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Most tennis commentators will tell you that players always want to serve first in a set. The theory is that it's easier to play from a game up than it is to be trailing a game behind. But do statistics actually show that players who serve first win more often?

At the most basic statistical level, this conception is shown to be incorrect. Data from four consecutive Wimbledon tournaments – the most server-friendly competition – show that only 48.2% of sets in the men’s singles are won by the player serving first. In the WTA? Just 50.1%.

When Prof. Jan Magnus of Tilburg University and Prof. Franc Klassen of the University of Amsterdam looked at sets won when serving first on a set-by-set basis, however, they noticed the strange pattern displayed in the table below:

Percentage of sets won when serving first
Set No.Men'sWomen's
1 55.4% 56.6%
2 44.3% 44%
3 43.5% 47.8%
4 51% -
5 48.8% -

Why does opening the serving in the first set provide an advantage, but a disadvantage on most other occasions? The reason for this drop-off is because of how the server is decided for sets other than the first one.

The player who serves first in the second, third, fourth or fifth set is always the player who received in the final game of the previous set. And because the better player in a match typically wins the first set – and on his serve – it’s usually the worse player who receives in the final game of the set, and therefore serves first in sets other than the first one.

Focusing on the winners for live tennis betting

We can look more objectively at whether serving first in tennis is a benefit by analysing how they perform after winning the previous set. Using this information helps eliminate the set-by-set bias that unbalanced matches (good players vs. bad) provides.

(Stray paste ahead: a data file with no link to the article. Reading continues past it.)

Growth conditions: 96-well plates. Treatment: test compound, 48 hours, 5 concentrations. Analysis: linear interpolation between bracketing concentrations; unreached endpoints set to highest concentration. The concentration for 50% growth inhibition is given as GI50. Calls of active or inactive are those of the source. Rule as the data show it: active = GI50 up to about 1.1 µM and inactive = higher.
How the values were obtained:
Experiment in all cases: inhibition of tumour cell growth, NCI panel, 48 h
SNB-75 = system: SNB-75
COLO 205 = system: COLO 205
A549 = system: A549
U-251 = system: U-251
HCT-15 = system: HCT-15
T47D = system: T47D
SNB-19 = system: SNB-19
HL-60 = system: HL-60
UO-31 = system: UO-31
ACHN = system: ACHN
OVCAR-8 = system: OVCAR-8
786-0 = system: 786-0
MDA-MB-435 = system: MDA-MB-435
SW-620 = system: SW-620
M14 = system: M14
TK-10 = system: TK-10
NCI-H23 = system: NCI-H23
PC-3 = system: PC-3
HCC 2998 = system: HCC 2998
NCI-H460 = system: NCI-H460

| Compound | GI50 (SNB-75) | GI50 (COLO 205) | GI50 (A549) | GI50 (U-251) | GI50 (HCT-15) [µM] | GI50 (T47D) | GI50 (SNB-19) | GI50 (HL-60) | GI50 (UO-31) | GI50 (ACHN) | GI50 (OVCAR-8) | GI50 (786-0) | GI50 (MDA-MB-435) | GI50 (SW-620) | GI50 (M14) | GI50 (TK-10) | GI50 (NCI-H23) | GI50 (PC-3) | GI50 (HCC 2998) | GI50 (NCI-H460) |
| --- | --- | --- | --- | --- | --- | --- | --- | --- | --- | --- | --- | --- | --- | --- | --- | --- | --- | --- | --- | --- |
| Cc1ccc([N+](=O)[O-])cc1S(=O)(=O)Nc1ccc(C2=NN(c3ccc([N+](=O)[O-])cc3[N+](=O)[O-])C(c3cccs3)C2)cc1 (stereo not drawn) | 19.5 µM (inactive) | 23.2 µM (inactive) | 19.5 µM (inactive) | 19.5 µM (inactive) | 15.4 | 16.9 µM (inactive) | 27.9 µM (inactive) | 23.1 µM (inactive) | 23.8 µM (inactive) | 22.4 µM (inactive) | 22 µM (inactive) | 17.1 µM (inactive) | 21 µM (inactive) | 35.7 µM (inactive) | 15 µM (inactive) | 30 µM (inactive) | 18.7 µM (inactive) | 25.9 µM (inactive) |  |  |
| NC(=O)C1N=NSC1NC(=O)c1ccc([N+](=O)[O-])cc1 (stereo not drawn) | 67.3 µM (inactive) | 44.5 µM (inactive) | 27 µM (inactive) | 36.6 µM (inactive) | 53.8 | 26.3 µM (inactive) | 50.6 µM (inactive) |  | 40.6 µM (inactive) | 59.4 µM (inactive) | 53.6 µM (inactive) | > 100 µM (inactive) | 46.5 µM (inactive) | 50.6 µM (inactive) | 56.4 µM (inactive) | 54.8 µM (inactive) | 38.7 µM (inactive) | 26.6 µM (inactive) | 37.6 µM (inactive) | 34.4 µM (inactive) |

In the ATP, the result is that there isn’t much of a difference between serving and receiving win percentages after winning the previous set. When serving in the second set after winning the first, the win percentage was 72.5%. For receiving: 68%. In the third set it was even closer 73.9% to 72.1%.

Therefore it’s fair to conclude that serving first – except in the first set – has no impact on who will win the set

In the fifth set, it was actually 48.3% to 51% in the receivers favour, but these occurrences happened so rarely that the data should be considered unreliable.

Therefore it’s fair to conclude that serving first – except in the very first set – has no impact on who will win the set, and should probably be excluded from live tennis betting calculations.

The female factor in live tennis betting

In a similar fashion to the ATP, the women’s singles first set also provides an advantage for the player who servers first, with a winning difference of 13.2% over receivers.

Interestingly, after winning the first set, WTA players who receive have a higher win rate (75.2%) than those who win and then serve again (72%) – although this reverses back to a more typical 60.1% vs. 63.5% for the third.

Why the first set?

Sometimes critics suggest it’s better to receive in the first set, as the server hasn’t warmed up and is more prone to making mistakes. While the number of mistakes in the opening service game of the match might be higher than average, the chance of winning that first game is also increased compared to a normal service game.

In the ATP, the probability that the server wins their first game is 87.7% compared with 80.8% for a normal service game. For the WTA, it’s 74.3% vs. 63.4%. Therefore if you’re interested in live tennis betting, it’s actually more likely that a server will win the very first game of a match, rather than lose it due to not being warmed up (perhaps the receiver is even less prepared?).

Is There an Advantage To Serving First?

There’s no structural bias toward the player who serves first. If tennis players were robots, it wouldn’t matter who toed the line before the other.